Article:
have waived it. ARCAP 13(a)(7); see also Polanco v. Indus. Commn, 214 Ariz.
489, 491 n.2, 6 (App. 2007) (undeveloped argument mentioned in passing
in the opening brief is waived).
II. Disregarded Expert Affidavits
11
At the time the trial court granted summary judgment, the
court also struck three expert affidavits the Stazenskis filed in response to
Coldwell Bankers motion, finding that they were sham affidavits. A
sham affidavit is one offered in opposition to a motion for summary
judgment that contradicts prior deposition testimony. Wright v. Hills, 161
Ariz. 583, 587 (App. 1989), overruled on other grounds by James, Cooke &
Hobson, Inc. v. Lake Havasu Plumbing & Fire Prot., 177 Ariz. 316 (App. 1993).
Sham affidavits must be disregarded when deciding the motion. MacLean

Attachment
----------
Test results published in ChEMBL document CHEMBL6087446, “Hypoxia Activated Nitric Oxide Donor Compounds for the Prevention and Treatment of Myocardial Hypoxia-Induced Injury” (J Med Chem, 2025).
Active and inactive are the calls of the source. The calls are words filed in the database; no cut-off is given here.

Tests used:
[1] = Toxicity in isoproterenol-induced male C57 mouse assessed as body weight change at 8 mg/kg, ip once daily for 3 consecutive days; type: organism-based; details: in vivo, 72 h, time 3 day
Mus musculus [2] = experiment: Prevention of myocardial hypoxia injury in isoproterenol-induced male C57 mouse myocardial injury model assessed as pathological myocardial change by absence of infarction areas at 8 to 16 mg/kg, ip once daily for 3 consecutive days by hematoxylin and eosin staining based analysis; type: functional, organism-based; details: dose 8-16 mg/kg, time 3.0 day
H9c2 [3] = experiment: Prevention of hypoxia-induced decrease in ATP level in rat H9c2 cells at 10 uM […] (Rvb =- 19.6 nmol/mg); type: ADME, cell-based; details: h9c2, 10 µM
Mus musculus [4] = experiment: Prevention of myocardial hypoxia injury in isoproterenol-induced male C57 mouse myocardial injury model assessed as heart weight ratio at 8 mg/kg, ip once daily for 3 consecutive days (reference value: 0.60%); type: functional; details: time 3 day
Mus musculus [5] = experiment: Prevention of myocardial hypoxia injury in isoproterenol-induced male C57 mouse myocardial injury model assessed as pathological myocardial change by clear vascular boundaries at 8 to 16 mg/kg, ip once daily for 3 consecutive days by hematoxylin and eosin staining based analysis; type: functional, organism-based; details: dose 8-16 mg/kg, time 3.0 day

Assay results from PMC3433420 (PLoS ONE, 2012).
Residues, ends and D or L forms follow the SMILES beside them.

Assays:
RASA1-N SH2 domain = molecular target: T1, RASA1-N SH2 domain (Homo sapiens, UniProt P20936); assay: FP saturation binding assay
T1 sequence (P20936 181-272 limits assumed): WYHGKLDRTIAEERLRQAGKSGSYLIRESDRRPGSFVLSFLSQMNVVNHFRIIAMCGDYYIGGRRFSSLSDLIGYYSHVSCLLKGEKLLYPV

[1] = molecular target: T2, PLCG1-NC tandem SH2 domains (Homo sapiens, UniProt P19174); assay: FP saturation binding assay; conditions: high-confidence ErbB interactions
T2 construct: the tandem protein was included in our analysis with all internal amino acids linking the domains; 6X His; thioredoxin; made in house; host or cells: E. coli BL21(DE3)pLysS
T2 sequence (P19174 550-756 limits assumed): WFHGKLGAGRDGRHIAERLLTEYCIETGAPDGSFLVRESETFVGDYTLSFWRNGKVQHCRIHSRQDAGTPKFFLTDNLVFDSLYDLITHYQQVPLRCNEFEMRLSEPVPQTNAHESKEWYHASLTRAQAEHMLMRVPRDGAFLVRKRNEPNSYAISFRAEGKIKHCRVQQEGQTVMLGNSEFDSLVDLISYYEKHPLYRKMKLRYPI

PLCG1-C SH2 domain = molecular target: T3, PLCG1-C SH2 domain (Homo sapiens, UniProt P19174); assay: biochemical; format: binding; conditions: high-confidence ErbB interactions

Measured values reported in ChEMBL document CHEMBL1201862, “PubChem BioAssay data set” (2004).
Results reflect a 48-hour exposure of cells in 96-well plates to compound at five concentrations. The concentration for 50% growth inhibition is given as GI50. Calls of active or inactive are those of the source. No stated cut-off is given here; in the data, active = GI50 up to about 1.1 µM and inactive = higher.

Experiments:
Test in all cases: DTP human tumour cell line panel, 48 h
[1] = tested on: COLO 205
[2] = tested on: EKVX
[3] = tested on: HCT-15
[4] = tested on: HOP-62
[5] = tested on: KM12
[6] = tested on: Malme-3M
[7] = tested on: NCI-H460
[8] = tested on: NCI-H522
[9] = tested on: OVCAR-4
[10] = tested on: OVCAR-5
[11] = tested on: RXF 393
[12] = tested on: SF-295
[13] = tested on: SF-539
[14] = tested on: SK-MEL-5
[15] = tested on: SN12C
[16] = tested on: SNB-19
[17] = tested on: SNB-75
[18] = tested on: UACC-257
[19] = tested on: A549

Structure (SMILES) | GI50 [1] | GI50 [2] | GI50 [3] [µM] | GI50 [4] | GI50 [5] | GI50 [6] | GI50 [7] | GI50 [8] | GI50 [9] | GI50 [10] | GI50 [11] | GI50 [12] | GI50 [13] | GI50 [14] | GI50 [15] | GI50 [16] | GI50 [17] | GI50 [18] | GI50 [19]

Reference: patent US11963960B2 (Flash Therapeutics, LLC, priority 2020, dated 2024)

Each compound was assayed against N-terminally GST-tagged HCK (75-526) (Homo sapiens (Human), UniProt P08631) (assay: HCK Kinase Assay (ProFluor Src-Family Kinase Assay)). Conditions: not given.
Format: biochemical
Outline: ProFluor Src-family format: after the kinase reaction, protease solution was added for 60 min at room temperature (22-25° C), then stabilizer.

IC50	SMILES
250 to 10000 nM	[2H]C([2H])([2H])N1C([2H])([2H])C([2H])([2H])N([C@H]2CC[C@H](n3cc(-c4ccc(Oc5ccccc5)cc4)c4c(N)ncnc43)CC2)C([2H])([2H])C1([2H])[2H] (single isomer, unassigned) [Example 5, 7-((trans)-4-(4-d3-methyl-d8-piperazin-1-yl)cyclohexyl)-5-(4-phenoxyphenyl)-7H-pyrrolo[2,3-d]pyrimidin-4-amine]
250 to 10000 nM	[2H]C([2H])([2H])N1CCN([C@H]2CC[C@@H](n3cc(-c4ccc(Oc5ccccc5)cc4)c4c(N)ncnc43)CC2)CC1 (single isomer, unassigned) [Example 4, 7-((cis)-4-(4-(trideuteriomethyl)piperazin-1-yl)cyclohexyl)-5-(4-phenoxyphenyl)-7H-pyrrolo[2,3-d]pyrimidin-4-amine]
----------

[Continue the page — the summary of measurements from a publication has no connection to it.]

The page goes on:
v. State Dept of Educ., 195 Ariz. 235, 241, 20 (App. 1999). On appeal, the
Stazenskis contend the trial court erred in striking their experts affidavits.
We disagree.
12
The Stazenkis alleged in their complaint that Coldwell Banker
breached its duties on all three counts because Coldwell Banker failed to
obtain a CMA prior to the Stazenkis purchasing the property and again,
when the property was listed for sale.
13
Coldwell Bankers summary judgment motion primarily
relied on an affidavit submitted by Ed Ricketts, the Stazenskis standard of
care expert. Ricketts originally opined that Coldwell Banker did not set a
reasonable listing price for the Parcels, and could not do so because it did
not first prepare a CMA. Coldwell Banker pointed out that Ricketts also
4

STAZENSKI v. NRT et al.